Yeah, very well! 1958, Bumps Blackwell came into the Beverly Caverns there where I was playing with a jazz group. I was working with Billy Higgins and Teddy Edwards. I forget who was on bass, but I used to work a lot with Scotty LaFaro, who passed on in those years. Bumps Blackwell walked in and he asked me if I wanted to do a record date. You know, Hollywood being the way it is, I said [tentatively] “Sure.” I went down there, and it was a real record date! It was a soul group featuring Sam Cooke. It was Sam’s second record that we were working on, and Lou Rawls was a singer on that date – it was his first record date too. Jesse Belvin was the other singer, and there was another older guy by the name of Alexander. It was a soul date, and it was fun. I said, “Yeah, this is kind of fun music.” It was like gospel music. So I got into it that way. Then I played for H.B. Barnum a lot – a lot of gigs and a lot of record dates. And then I started to add the guitars then.

    Were you playing bass at first?

    No, no – guitar.

    Who’s H.B. Barnum?

    H.B. is the guy who made the arrangements for Lou Rawls and for others – an arranger. He put a lot of the town to work. He wrote a lot of hit records, and he did a lot of Motown-type of dates. He didn’t work for Motown, but it was that kind of stuff. And we did a lot of hits in those years, the early ’60s.

    Can you think of any?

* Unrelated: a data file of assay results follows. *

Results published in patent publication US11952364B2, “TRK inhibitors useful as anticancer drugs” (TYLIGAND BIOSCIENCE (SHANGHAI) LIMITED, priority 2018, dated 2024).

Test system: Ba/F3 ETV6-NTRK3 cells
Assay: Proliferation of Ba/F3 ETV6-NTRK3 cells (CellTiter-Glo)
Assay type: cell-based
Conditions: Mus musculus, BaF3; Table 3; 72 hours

Yeah. I play the guitar on all of Phil Spector’s dates. In fact, the guitar I used, which was my early, early jazz guitar, was an Epiphone Emperor. Most of the secret of Phil’s Spector’s sound was that they miked that. It was an acoustic guitar and an electric, but they miked it acoustically, and they’d dump a lot of echo on it – like the Righteous Brothers’ “You’ve Lost That Lovin’ Feeling.” I played a lot of acoustic guitar on the Sonny & Cher stuff. The guitar fills that you heard, that was me. One of earlier hits that I played on was “Zip-A-Dee-Doo-Dah,” but I played electric guitar on that. That was Bob B. Soxx and The Blue Jeans. Remember that one? [Hear it here:] In other words, I played on all of Phil Spector’s hits, whether it was Ike and Tina Turner, the Righteous Brothers, or the Paris Sisters.

    Did you play on “River Deep, Mountain High” by Ike and Tina?

    Yeah! Uh-huh. Guitar. I’d have to listen to the record to tell you exactly which part, because he always used two or three guitars. He always used me and Barney Kessel, you know. David Cohen came in about ’63, but I started working for Phil about 1960.

    What was it like working for Phil Spector? Did he have charts and definite ideas of what he wanted?

    Skeleton charts, mostly, but there were some dates – especially at Sonny & Cher dates – where Harold Batiste, a sax player, wrote all those fine arrangements. They were pretty intricate arrangements, in the sense that they were different. Every hit that Sonny & Cher put out was different. The style was different, which I think really, really made them successful. But there was one of their hits where the tune just kind of lay there like a dead dog. It was a one-chord tune, and I was starting to play bass, but I wasn’t playing bass on that date. I was playing that acoustic guitar that I was telling you about. I was trying to figure out a bass line, a hook line, to make it happen. And I played a bass line, and Sonny heard it on the mike. He said, “Ooh, I love that bass line!” Now, you’ve got to realize, when I first met Sonny, he was playing tambourine on a Phil Spector date – and not very good at that! [Laughs.] I saw him meet Cher and saw all that go down. Anyway, Sonny heard that line, and he said, “Ooh, give that to the bass player.” And that’s the bass line to “And the Beat Goes On.” 

    Really? You invented that?